By Jim Schutze
By Rachel Watts
By Lauren Drewes Daniels
By Anna Merlan
By Lee Escobedo
By Eric Nicholson
As a general rule, the IRS wants nonprofit organizations to conduct business transactions at an "arm's length" distance from for-profit companies. To ensure that happens, the IRS tax form requires nonprofits to report their highest-paid contractors. It also requires nonprofits to answer "yes" or "no" to a series of questions designed to determine whether board members and/or key employees have any personal or corporate relationships with the for-profits with which they are doing business.
On her 2000 tax form for Green Bridge, McGuire made no mention of the fact that she paid her husband's company, Elsinore, $400,000 as part of her acquisition of Williams Run. In fact, in the section of the form asking her to report her top contractors, she reported "none." What is more, she answered "no" to the series of questions about whether she has conducted any business transactions with any relatives.
The questions about key employees would pertain to Mark Culwell, an officer of Elsinore, who appeared on Green Bridge's tax form as its president. McGuire, who says she has always been Green Bridge's president, says her accountant must have made a mistake when she listed Culwell as its top officer last year.
McGuire confirmed Culwell was on her board of directors but says he resigned before Green Bridge hired Elsinore. As evidence, she slides a copy of a one-page letter in which Culwell announced his resignation on May 22, 2000--the same day her board voted to hire Elsinore for the six-figure deal.
On this afternoon, McGuire says she cannot answer any other questions about the tax form and, instead, refers the Observer to her accountant, Karen Smelcer, for an explanation. Later, however, McGuire instructed the newspaper to leave Smelcer alone.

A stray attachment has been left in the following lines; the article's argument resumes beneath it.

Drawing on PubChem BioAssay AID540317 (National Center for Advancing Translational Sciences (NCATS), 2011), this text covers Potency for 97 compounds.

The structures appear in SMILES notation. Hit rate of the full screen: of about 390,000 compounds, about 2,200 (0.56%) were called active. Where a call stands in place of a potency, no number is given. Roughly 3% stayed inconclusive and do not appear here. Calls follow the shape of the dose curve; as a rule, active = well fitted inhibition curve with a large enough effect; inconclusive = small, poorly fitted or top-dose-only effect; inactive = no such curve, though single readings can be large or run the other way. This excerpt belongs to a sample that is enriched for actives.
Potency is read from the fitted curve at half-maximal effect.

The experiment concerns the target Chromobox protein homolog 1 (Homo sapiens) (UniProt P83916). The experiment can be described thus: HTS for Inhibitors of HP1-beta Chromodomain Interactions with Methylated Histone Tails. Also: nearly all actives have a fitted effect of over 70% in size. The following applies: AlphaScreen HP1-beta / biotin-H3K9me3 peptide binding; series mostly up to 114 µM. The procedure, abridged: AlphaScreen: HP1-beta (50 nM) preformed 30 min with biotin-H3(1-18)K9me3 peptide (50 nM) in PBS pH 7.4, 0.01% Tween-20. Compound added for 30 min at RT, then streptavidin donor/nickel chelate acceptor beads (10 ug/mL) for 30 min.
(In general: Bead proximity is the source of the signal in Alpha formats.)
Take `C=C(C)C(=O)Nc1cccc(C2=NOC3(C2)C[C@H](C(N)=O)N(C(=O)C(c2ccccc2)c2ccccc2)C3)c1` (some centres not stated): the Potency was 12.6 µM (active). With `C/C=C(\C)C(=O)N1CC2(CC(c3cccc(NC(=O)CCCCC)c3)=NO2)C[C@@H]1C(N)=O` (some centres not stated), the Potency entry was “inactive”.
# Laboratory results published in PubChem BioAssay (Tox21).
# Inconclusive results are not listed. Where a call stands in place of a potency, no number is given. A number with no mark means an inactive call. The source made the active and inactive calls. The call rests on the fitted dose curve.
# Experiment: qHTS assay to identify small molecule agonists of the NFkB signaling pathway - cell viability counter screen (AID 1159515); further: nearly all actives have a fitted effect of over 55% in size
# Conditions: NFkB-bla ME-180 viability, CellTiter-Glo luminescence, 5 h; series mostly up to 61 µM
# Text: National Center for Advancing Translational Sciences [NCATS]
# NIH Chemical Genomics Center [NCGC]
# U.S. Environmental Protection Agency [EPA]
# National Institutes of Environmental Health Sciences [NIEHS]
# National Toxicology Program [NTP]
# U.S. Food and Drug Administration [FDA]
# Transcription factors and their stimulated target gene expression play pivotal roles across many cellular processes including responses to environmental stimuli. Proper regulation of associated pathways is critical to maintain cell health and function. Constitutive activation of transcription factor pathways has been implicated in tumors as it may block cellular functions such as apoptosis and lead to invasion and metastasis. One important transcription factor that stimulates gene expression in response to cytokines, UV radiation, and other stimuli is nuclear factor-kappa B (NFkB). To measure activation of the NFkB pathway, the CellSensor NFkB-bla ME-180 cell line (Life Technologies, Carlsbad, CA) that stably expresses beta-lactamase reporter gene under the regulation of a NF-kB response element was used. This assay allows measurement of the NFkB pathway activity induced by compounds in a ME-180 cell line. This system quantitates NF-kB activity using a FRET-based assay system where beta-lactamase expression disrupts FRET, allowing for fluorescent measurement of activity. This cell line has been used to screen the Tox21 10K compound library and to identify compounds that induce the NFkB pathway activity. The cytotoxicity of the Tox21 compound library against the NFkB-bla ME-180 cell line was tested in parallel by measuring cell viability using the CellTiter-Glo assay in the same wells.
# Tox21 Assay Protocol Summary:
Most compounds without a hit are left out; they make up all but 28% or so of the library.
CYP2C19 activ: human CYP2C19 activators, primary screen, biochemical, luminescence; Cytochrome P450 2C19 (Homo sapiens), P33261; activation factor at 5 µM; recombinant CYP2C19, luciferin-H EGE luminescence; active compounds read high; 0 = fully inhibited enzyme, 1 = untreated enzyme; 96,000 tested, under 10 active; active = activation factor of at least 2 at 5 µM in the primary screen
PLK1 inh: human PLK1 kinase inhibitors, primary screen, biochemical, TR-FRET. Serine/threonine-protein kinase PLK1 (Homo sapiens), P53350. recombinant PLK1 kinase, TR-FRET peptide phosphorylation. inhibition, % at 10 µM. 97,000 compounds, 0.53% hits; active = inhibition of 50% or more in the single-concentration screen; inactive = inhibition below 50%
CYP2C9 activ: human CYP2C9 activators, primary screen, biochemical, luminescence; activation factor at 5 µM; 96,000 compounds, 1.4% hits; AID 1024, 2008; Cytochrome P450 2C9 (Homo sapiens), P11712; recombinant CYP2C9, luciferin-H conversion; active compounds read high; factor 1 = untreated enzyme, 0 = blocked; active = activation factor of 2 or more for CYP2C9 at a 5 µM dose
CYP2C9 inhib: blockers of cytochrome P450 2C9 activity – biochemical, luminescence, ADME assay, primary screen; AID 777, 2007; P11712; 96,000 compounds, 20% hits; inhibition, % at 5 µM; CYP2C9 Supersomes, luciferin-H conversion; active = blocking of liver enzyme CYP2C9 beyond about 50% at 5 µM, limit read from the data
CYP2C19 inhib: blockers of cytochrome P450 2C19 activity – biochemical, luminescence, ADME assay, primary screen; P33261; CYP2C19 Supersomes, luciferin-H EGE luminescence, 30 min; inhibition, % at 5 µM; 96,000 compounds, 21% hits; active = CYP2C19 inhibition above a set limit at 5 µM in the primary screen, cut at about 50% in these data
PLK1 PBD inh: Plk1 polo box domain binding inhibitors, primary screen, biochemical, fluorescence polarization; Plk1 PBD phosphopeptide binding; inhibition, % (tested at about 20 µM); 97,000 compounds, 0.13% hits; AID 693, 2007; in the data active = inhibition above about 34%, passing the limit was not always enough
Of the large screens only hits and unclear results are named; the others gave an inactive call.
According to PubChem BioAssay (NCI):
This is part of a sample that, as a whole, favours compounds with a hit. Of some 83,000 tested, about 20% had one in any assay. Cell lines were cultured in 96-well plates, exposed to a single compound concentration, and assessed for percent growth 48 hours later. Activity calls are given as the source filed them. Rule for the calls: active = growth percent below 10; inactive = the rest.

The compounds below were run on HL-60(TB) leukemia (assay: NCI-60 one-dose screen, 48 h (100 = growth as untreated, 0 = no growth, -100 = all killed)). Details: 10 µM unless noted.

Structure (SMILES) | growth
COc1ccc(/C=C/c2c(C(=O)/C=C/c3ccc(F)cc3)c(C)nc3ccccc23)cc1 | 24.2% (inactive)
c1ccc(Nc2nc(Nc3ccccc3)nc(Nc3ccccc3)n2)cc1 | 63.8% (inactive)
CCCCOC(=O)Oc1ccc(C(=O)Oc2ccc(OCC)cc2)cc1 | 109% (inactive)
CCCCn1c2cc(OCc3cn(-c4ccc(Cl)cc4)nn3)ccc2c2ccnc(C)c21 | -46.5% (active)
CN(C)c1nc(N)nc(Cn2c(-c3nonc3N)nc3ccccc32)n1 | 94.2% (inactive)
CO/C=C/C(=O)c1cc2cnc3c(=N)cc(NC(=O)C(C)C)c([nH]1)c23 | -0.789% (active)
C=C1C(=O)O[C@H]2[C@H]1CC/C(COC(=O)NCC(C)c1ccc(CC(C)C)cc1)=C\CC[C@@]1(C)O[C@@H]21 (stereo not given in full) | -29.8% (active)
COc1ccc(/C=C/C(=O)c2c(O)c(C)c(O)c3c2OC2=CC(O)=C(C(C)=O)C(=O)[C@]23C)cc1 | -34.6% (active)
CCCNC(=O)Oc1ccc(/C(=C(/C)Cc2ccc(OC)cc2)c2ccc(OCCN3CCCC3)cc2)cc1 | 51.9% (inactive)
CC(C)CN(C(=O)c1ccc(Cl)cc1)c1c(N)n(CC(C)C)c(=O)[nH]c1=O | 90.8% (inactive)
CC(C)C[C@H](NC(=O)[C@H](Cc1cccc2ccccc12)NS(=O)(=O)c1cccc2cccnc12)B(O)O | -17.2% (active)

"Please do not call them again," wrote McGuire in response to the Observer's numerous efforts to contact Smelcer, who did not return phone calls or reply to faxes.
In a separate written response, McGuire argued that she had properly reported her business dealings with her husband to the IRS. "Scott McGuire's involvement was not a required disclosure on my 990 form even though he is my spouse, because he had no ownership interest in Elsinore," McGuire wrote.
The IRS questions, however, are not limited solely to corporate owners, according to IRS officials. In fact, they are written broadly to include any "officers, directors, trustees, majority owner or principal beneficiary." Scott McGuire, who declined to comment, has been an officer of Elsinore since 1998 and is currently a part-owner.
As a matter of policy, the IRS would not answer any specific questions about Green Bridge's tax forms nor would it confirm the Barkers' claim that the agency has initiated an investigation into Green Bridge. Phil Beasley, an IRS spokesman, did confirm that the IRS has received a complaint about the corporation.
"We do take these complaints very seriously, and we do follow up on them," Beasley says.
Back inside her Lakewood office, McGuire wondered whether she was being singled out for criticism because she happens to be Jim Wright's daughter.
"Does the Speaker's name have something to do with [this]?" McGuire bristled, referring to the Observer's interest in her company.
It is interesting that McGuire, like her father before her, is being asked to explain how a member of her immediate family is profiting from dealings in the public realm.
Jim Wright resigned in 1989 after the House ethics committee charged him with violating a series of House rules. Over Wright's denials, the committee prosecutor alleged that a Fort Worth real estate developer gave him gifts in the form of an $18,000 "sham" job for his wife, as well as the use of a condo and a car.
Like her father, McGuire says she has done nothing wrong. She says she can carry out her mission to help people on the low end of the income scale and hire her husband, too. "Does it make a difference that he's my husband?" McGuire says. "I certainly know who I'm working with. I know what his strengths are.
"Is there a conflict? I don't think so."